Hop on a River Explorer commuter bumboat at the Bayfront North jetty, beside Marina Bay Sands. Boats ply the Singapore River daily from 7am to 11pm, up to every 10 minutes; tickets cost S$4 ($A3.75). Alight at Raffles Landing for a pleasant, three-block walk through the colonial district to the City Hall MRT. Take the East-West line to Bugis, one stop away.

Lunch on the run

Opposite the gold-domed Sultan Mosque in Kampong Glam, Rumah Makan Minang at 18 Kandahar Street serves superb Minangkerbau (West Sumatran) food at its open-air tables. A mixed plate costs around S$5 ($A4.70).

Window shopping

Behind the fabric stalls of Arab Street, Haji Lane is crammed with independent shops – a welcome break from Singapore’s anodyne malls. Most sell clothes, but Mondays Off, at No 76 has a great selection of locally made products, from posters designed in-house to cushions and cacti terrariums. Nearby, Sifr Aromatics, at 48 Arab Street, is a modern take on Kampong Glam’s perfumeries, using traditional ingredients to make innovative blends.

An aperitif

There’s no menu at Bar Stories, at 55/57A Haji Lane. Instead, choose a spirit and a flavour (sweet, sour, salty or spicy), flag up any allergies you may have, and then they’ll invent something to your taste.

Over in Chinatown, The Library, 47 Keong Saik Road is a cocktail bar that is entered via a secret door within a tailor’s shop. To enter, you’ll either need the weekly password (announced on the Facebook page of its sister restaurant The Study), or just tell the doorman a good joke. Drinks at both these bars cost around S$22 ($A20.60).

Make your way through Chinatown for an aperitif. Picture: Getty Images

Dining with the locals

Candlenut, at 331 New Bridge Road is a Peranakan restaurant that blends traditional and modern: think beef rendang done as a sous vide, and buah keluak – the signature Peranakan dish – as a dessert. Mains cost around S$16 ($A15).

Just across the street is the Majestic Restaurant, at 31-37 Bukit Pasoh Road, one of the best modern Cantonese restaurants in Chinatown, despite its low-key location in a hotel (the New Majestic). A six-course tasting menu costs S$68 ($A64).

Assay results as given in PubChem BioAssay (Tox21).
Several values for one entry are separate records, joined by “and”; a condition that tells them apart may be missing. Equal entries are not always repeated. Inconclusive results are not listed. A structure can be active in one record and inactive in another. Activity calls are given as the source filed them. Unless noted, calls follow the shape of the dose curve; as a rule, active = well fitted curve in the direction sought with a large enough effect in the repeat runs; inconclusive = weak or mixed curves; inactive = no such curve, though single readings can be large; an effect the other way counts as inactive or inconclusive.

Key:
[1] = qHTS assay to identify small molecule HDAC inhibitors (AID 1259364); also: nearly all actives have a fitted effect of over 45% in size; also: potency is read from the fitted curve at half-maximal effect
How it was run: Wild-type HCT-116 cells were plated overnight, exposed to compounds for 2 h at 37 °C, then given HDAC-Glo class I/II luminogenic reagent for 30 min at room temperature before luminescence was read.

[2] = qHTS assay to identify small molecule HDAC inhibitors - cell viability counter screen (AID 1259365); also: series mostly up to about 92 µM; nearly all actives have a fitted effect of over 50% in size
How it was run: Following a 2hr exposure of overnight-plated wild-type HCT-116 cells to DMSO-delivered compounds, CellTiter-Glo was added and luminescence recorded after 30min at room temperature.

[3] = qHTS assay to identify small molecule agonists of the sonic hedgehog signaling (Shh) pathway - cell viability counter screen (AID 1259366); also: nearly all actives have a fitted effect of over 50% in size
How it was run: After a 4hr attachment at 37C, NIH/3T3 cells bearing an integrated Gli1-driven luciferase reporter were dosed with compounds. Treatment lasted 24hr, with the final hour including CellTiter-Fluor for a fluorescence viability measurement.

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Day 2

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Sunday morning: go to temple

You’ll find three places of worship on Chinatown’s South Bridge Road. The eau de nil-coloured Jamae Mosque is at No 218; the Sri Mariamman Hindu Temple, is at No 244; and the enormous Buddha Tooth Relic Temple, at No 288 doubles as a museum. Open 7am-7pm, free.

Out to brunch

Tong Ah at 35 Keong Saik Road (11am-2.30pm and 5-10pm daily) is the place for kaya toast: thin, toasted sandwiches slathered in home-made coconut jam, with a knob of cold butter in the middle. Kopi (sweetened coffee, filtered through cotton socks) and toast costs S$3 ($A2.80).

Take a hike

Start at Ann Sian Hill. Turn right on Ann Siang Road, a sliver of old-style Singapore. You emerge in an alley behind Amoy Street – once there, turn left.

On the right is Telek Ayer Green, one of the city’s oldest neighbourhoods. Many of the Hokkien Chinese first arrived here; the Thian Hock Keng temple, to your right, was built for them.

Dragons keep watch at the Thian Hock Keng temple. Picture: Getty Images

To the left of the green is the Nagore Durgha Shrine, which doubles as Singapore’s Indian Muslim Heritage Centre. Wander among Telok Ayer Street’s shophouses and temples, and end at Tanjong Pagar park.

Cultural afternoon

Sample the melting pot culture via the food hawker stalls. The MTR makes it easy to ‘hawker hop’. Try Ah Tai Chicken Rice at the Maxwell Food Centre, Fishball Story at the Golden Mile Food Centre, at 505 Beach Road, and Alhambra Padang Satay at Glutton’s Bay.

Icing on the cake

The 2am Dessert Bar at 21a Lorong Liput opens daily except Monday to 2am; it opens for business from 11am at weekends, 3pm other days. It has experimental puddings, such as mustard meringue, for around S$18 ($A16.90).

 

This article was written by Julia Buckley from The Independent and was legally licensed through the NewsCred publisher network.